“Hello, Alice,” he said.

She seemed to remember where she was. “Hi, Boss.”

“I owe you an apology,” he said. “The task I gave you —”

“I solved it.”

Even worse than he thought. “The task I gave you. It was impossible.”

“Well of course it required super-relativistic interaction between particles with mass,” she said. “Particles going back in time. I saw that right away. But the way you asked the question… It got me thinking.”

“And…?”

Alice Harper shrugged. “And I solved it. I just sent a naked quark back in time to resolve an ambiguous energy state. On paper at least. Can I go home now? I’m very tired.”

“I’ll see you Monday,” Petersen said.

1

It’s the Same Ol’ Lost-Data Story

In the last week I’ve heard from three different friends who all experienced the same heart-stopping, stomach-emptying feeling of doom. The oh-shit-I’m-hosed, no-going-back, if-only feeling of true loss.

Those friends were separated by thousands of miles, and by gulfs of temperament. They are all united in being intelligent, creative people.

In at least two of the cases, the hours of gut-wrenching agony were replaced with vast relief. But even as they expressed their joy to the world, the did not (publicly) resolve to do anything to prevent the same disaster from striking again. They still aren’t backing up their digital files. Two of the three sphincter-clenching moments I witnessed this week were sponsored by lost flash drives.

Aargh! It’s SO DAMN EASY to back your stuff up these days. And free! Dropbox is brain-dead simple and works everywhere. For most people, why do you even have a flash drive? If you DO have a flash drive, why is this little thing that can drop through a hole in your pocket the sole repository of everything you hold dear? I say again, “Aargh!”

Ok, DropBox isn’t the most private cloud storage around (though it isn’t terrible — way better than Google). You can quite easily encrypt your files on DropBox, or perhaps you would prefer tersor.it. Swiss-based DropBox, basically. And speaking of Google, if you don’t mind who reads your stuff, the Goog’s a ubiquitous and free way to back your shit up.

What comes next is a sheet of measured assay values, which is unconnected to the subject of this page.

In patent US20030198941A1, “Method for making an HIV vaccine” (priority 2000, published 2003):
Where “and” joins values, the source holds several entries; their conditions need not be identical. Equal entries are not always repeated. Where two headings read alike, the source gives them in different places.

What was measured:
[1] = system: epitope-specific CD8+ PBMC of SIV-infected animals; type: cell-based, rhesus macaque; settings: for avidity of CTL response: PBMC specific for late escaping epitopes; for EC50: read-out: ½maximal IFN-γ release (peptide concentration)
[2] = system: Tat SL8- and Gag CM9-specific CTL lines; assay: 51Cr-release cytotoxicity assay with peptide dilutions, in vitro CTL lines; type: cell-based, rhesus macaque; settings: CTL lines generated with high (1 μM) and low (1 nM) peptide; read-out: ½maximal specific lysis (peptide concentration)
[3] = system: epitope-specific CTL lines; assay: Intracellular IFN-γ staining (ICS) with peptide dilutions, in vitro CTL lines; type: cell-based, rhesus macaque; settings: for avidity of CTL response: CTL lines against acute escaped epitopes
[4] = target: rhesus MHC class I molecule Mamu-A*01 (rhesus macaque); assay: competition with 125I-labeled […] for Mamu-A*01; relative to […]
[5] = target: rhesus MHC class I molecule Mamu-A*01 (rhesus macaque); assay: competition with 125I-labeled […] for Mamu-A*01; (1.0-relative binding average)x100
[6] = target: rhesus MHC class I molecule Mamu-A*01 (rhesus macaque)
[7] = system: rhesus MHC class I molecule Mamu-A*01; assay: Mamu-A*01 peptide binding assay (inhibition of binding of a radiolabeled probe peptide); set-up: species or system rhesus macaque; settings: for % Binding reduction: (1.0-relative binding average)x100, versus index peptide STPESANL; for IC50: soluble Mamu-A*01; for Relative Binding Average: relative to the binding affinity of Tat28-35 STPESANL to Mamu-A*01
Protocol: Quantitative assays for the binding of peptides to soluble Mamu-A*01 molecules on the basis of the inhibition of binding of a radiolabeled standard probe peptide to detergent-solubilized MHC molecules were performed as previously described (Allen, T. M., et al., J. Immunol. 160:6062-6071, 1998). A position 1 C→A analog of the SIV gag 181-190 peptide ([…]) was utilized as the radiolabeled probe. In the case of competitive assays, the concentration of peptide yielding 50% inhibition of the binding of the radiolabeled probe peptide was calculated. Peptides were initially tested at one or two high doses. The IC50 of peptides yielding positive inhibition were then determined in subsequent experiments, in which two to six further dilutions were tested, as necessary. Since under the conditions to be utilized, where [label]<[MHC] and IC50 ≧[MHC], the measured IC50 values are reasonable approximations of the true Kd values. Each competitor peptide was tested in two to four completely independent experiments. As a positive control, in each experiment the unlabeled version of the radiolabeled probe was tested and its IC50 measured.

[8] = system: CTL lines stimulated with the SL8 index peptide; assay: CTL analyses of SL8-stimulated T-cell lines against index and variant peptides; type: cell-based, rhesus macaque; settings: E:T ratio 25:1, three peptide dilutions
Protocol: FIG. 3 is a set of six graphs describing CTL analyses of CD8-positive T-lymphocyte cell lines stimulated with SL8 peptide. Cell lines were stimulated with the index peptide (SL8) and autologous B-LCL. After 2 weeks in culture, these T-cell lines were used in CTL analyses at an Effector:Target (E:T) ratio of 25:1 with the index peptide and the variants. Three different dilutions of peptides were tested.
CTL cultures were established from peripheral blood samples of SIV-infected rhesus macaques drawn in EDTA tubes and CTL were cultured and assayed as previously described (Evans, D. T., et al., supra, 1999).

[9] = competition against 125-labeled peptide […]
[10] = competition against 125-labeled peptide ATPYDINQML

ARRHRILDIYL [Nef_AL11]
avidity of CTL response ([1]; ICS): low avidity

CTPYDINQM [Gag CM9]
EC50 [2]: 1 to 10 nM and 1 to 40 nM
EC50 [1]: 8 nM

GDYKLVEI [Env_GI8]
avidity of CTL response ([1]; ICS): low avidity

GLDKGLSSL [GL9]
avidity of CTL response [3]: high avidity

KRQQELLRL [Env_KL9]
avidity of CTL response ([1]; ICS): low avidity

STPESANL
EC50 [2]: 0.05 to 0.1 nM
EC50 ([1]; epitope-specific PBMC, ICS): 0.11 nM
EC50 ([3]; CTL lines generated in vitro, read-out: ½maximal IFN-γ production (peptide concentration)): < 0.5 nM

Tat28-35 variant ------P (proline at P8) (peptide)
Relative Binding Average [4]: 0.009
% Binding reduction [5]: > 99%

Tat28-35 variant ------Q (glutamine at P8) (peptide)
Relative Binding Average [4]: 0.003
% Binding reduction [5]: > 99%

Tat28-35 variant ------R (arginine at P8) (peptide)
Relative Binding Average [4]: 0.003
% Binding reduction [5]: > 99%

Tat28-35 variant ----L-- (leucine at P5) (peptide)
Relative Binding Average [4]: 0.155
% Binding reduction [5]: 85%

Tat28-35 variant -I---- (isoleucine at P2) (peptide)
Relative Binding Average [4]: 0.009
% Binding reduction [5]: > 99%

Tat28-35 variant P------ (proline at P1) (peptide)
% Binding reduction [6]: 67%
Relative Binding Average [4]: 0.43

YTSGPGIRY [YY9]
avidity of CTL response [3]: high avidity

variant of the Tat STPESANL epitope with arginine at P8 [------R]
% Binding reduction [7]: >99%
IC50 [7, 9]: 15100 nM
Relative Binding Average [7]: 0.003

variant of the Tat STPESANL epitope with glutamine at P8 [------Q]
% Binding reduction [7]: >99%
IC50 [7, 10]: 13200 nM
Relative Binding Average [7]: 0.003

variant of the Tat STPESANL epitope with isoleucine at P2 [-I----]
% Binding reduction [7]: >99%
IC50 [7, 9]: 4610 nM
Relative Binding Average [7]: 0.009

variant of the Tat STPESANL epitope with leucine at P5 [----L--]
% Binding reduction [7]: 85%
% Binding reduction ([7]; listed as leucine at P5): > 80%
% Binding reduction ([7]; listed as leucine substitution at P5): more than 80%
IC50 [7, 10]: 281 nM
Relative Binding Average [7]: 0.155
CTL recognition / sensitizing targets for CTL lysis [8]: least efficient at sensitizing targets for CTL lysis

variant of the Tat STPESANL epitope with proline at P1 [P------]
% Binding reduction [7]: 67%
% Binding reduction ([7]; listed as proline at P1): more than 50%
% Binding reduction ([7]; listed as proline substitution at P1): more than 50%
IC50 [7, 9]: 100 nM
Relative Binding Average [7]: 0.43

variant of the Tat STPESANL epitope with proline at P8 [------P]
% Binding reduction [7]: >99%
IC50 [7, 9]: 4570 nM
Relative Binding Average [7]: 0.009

In the IT world, there is a saying: “If it’s not in three places, it doesn’t exist.” I can forgive someone who only keeps their data in two places.

But one place? A flash drive? Sorry, buckaroo, you’re going to have to take my sympathy with an “I told you so.”

Sometimes, You Just Gotta Go For It

My NaNoWriMo effort this year now includes a character named Dr. Jenkins. She is annoying, but she loves animals, so we can forgive a great deal.

Romance would serve no purpose in this story, but I may have to introduce some anyway. I mean, with a name like Dr. Jenkins, how can I not?

He kissed her neck and Dr. Jenkins let out a sigh. His lips moved up toward her ear, and Dr. Jenkins’ grip tightened on his arms. “Wait,” she said.

Max pulled away. “What is it, Dr. Jenkins?”

“I’ve… never felt this way before,” she confessed. Dr. Jenkins’ heart was beating too hard; she was having difficulty with even the simplest sentences.

“Nor have I, Dr. Jenkins,” Max said, his words just a breathy whisper as he nibbled on her earlobe. “Nor have I. But tonight, Dr. Jenkins, you and I will. Feel that way, I mean.”

Dr. Jenkins surrendered to his whispery voice. With a shudder that came from her very core she bent her lips to his ear, and whispered in return, “You can just call me… Doctor.”

1

Hedging Investments in Las Vegas

Usually gambling is a risky proposition, but occasionally it can be used to reduce risk.

I heard on the radio today that many months ago a Mattress Entrepreneur in Houston, Texas, said, “If the Astros win the World Series, I’ll refund all purchases over $3,000.” Tonight is a big night for Houston-area mattress buyers; if Justin Verlander pitches well a lot of refunds will be forthcoming, to the tune of $5 million.

Mattress Guy emphasizes that most of that liability is covered by insurance — his business is not at risk — but he finds himself in an interesting situation: if a sporting event comes out a certain way, he loses a lot of money. Tonight it looks like he could use a little more insurance.